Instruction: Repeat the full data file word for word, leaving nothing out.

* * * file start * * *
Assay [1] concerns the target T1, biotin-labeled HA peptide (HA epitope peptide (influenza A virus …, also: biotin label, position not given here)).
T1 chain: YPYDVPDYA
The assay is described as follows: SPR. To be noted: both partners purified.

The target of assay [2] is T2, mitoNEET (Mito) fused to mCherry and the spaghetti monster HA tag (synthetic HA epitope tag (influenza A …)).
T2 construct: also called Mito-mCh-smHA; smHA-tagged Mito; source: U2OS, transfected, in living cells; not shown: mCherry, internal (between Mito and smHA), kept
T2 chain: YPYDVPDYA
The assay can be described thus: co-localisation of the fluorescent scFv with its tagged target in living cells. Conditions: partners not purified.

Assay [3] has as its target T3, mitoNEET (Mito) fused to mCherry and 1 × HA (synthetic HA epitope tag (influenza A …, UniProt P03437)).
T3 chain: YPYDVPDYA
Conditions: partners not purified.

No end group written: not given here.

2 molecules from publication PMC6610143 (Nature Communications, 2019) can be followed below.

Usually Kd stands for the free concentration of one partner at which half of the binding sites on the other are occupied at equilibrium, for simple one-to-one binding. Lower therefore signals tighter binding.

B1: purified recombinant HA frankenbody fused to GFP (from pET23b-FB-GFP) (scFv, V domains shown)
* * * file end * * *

Assay [1] concerns the target T1, biotin-labeled HA peptide (HA epitope peptide (influenza A virus …, also: biotin label, position not given here)).
T1 chain: YPYDVPDYA
The assay is described as follows: SPR. To be noted: both partners purified.

The target of assay [2] is T2, mitoNEET (Mito) fused to mCherry and the spaghetti monster HA tag (synthetic HA epitope tag (influenza A …)).
T2 construct: also called Mito-mCh-smHA; smHA-tagged Mito; source: U2OS, transfected, in living cells; not shown: mCherry, internal (between Mito and smHA), kept
T2 chain: YPYDVPDYA
The assay can be described thus: co-localisation of the fluorescent scFv with its tagged target in living cells. Conditions: partners not purified.

Assay [3] has as its target T3, mitoNEET (Mito) fused to mCherry and 1 × HA (synthetic HA epitope tag (influenza A …, UniProt P03437)).
T3 chain: YPYDVPDYA
Conditions: partners not purified.

No end group written: not given here.

2 molecules from publication PMC6610143 (Nature Communications, 2019) can be followed below.

Usually Kd stands for the free concentration of one partner at which half of the binding sites on the other are occupied at equilibrium, for simple one-to-one binding. Lower therefore signals tighter binding.

B1: purified recombinant HA frankenbody fused to GFP (from pET23b-FB-GFP) (scFv, V domains shown)